The United Nations says hundreds of Palestinians have been left homeless, following Israel's latest military operations in the Gaza Strip. Israel has denied the claims, saying that it only demolished several buildings, during a raid to uncover and destroy tunnels used to smuggle weapons from Egypt.
A senior U.N. official who visited the densely populated Palestinian Rafah refugee camp in the southern Gaza Strip says he is shocked by what he says is a picture of devastation.
The head of the U.N. agency for Palestinian refugees, Peter Hansen, went to assess the damage following Israel's raid into the camp, code-named "Operation Root Canal."
He says that up to 120 houses were "completely destroyed" and it appeared as though the area had been hit by a severe earthquake.
He says as many as 1,500 Palestinians have been made homeless.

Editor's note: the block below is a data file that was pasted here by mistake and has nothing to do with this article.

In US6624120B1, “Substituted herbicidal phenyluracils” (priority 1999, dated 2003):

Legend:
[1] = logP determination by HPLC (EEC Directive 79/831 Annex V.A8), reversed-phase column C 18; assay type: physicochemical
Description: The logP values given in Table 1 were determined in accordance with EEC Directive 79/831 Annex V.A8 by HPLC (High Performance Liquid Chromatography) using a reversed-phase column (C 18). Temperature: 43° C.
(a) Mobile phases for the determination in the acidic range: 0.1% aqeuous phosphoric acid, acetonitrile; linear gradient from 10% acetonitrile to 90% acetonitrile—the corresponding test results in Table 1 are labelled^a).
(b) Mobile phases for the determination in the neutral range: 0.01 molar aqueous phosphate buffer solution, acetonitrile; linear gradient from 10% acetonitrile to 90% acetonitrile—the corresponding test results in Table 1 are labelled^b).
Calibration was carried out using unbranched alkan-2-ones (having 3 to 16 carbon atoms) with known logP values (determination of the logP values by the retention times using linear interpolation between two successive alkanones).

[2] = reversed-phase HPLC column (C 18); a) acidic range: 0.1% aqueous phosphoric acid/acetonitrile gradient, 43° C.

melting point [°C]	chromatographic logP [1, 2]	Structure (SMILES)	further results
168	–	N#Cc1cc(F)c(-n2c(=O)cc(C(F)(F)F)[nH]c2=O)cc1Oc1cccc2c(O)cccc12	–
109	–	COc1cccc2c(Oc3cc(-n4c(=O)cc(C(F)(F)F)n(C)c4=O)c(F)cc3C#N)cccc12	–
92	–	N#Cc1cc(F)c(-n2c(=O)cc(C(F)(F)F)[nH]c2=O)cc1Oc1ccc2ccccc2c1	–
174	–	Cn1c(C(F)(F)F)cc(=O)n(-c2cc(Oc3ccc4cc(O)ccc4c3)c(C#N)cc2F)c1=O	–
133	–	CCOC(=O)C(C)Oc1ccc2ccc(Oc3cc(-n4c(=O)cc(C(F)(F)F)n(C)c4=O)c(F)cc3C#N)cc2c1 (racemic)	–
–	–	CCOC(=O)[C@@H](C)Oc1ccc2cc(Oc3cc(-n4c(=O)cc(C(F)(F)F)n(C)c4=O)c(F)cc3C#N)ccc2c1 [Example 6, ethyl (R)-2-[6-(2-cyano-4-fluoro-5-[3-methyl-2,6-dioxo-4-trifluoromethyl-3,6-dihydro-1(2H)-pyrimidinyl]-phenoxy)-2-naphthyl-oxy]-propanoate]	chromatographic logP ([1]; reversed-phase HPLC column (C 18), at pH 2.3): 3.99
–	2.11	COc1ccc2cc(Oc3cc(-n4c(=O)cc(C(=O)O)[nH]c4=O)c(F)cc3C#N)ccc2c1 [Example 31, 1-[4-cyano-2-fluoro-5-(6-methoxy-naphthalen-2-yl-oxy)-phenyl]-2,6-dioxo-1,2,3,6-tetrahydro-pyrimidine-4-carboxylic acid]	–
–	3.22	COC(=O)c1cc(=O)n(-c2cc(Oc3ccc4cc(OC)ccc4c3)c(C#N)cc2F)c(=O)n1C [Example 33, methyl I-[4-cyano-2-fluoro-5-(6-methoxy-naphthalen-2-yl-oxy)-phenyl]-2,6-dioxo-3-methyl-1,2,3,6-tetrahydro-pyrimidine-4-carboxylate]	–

Mr. Hansen said his organization, the United Nations Relief and Works Agency for Palestinians (UNRWA), would start erecting temporary shelters to help ease the humanitarian plight of the residents.
Israel has rejected his claims, saying the army estimates that there has been damage only to "several buildings," with soldiers targeting only structures used by Palestinian militants.
A spokesman for the Israeli army said some buildings had been razed because they had been sitting on top of or near tunnels used to smuggle weapons from Egypt.
He said the army had also found abandoned buildings used as cover by Palestinian gunmen to fire on soldiers.
The operation began after Israel received intelligence warnings that Palestinians were attempting to use tunnels to smuggle highly sophisticated weaponry from Egypt.
Israel suspects that Palestinian militants want to acquire missiles capable of destroying tanks and bringing down military and civilian aircraft.
The Israeli army says it has found three tunnels so far but no weapons.
The operation, which began on Friday, has been scaled down but the army says small groups of soldiers will continue searches for a few more days.